Like, though I thought *I* was late (cuz I got there ten minutes after it was supposed to start), there was a girl who got there about ten minutes after *I* did and the instructor gave her a hard time. Like, I thought the instructor was going to tell her she couldn't stay. And THEN, another lady showed up at around 10:15 or so and the instructor actually took her out into the hallway, telling her she couldn't stay. That she'd have to make a new appointment. That lady left, but came back a half hour later or so with her husband or boyfriend or whatever (a French guy) who stood in the hallway and argued with the teacher--I heard him say that they left home at 7am, but that they had to sit on the highway in a traffic jam for over two hours because of an accident. Judging by how bad the traffic is here and how frequent the accidents, I tend to believe him. However, from the instructor's point of view, this poor woman has already missed two hours of information (that is, admittedly very compactly organized) and thus, really SHOULD reschedule. They left in a huff. The whole time they were out in the hallway, I was really sad for them. For all three of them. I wanted to go out there and hug the poor lady who couldn't stay because I could tell she was crying.

Another tense moment came later. At the beginning of the class, the teacher assumed by my dress or my accent that I was Canadian. But during the introductions, I told them that I was from the States. Throughout the morning, I could feel something a-brewing. How is the U.S. so different from Canada? Why, now that they all knew I was/am American, are they suddenly staring and whispering? Well, because stupid f-ing Mr. Bush--or The Shrub as we like to call him in my family (that's the more polite thing we like to call him)--went around spouting how we are the greatest nation on the planet. *sigh* So, I'm standing there, wearing the weight of the rest of the planet on my shoulders. Such magnificence is sorta heavy, y'all. Back-breaking, in fact.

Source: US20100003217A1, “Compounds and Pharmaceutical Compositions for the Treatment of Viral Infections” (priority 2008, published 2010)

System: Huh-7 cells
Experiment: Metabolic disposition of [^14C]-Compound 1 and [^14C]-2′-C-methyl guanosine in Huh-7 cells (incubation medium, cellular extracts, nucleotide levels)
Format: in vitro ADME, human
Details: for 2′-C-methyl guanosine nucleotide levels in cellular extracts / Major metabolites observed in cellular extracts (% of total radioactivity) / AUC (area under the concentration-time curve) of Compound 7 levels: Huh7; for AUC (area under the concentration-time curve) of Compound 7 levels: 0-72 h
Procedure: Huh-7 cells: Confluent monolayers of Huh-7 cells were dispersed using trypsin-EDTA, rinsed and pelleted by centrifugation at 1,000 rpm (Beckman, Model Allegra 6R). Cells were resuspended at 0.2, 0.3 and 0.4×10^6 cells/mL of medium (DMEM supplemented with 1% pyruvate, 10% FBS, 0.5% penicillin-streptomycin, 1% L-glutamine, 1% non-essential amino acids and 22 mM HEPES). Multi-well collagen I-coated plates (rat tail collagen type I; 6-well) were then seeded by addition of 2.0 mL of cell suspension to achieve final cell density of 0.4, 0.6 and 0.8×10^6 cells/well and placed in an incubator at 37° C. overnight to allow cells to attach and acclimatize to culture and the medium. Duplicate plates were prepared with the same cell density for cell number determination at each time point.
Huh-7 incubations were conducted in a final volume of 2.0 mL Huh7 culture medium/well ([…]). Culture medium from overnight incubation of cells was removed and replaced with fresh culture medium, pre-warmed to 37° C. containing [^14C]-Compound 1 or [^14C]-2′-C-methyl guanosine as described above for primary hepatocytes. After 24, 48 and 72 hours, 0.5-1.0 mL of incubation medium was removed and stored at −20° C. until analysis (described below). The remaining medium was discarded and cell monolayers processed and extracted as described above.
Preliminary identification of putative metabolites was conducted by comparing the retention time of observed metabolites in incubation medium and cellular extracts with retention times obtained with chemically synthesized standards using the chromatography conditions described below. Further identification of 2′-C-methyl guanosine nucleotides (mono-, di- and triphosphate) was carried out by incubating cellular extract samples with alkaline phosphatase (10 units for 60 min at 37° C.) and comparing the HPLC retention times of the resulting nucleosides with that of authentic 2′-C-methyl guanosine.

We danced around it all day and I thought I was going to escape without having to, in SOME capacity, defend my country. But it wasn't to be.

After the mid-afternoon coffee break, we started talking about laicite (I don't know the word in English or even if there is one, but it's about separation of church and state). The instructor asked me about it, about how it works in the States. I just shrugged because, dude, it wasn't a class on the States, it was a class on France, and if I get started talking about the States, we're going to waste valuable France-talking time, right? So, I say so. But she presses. So, I start talking and then she starts ridiculing and criticizing us having "In God we trust" on our MONEY (stressing the money part because of course, ALL Americans are money-hungry, planet-raping, Bush-ass-licking Republicans, right?) and in certain government documents and placing our hand on the Bible (or some other holy book) when we are sworn in or have to testify in a court--All of which I AGREEEEEEEEE is not very laique, but not something I criticize about our country because ours is so steeped in religious culture (um, it's what our country was founded on... we WERE religious refugees at our beginnings, folks). I'm not usually THAT defensive of the States, but it was turning into a bloodbath. And while I'm usually the calm feline licking my paws peacefully, I turn into a stray tabby when cornered.

I came out of that corner claws beared.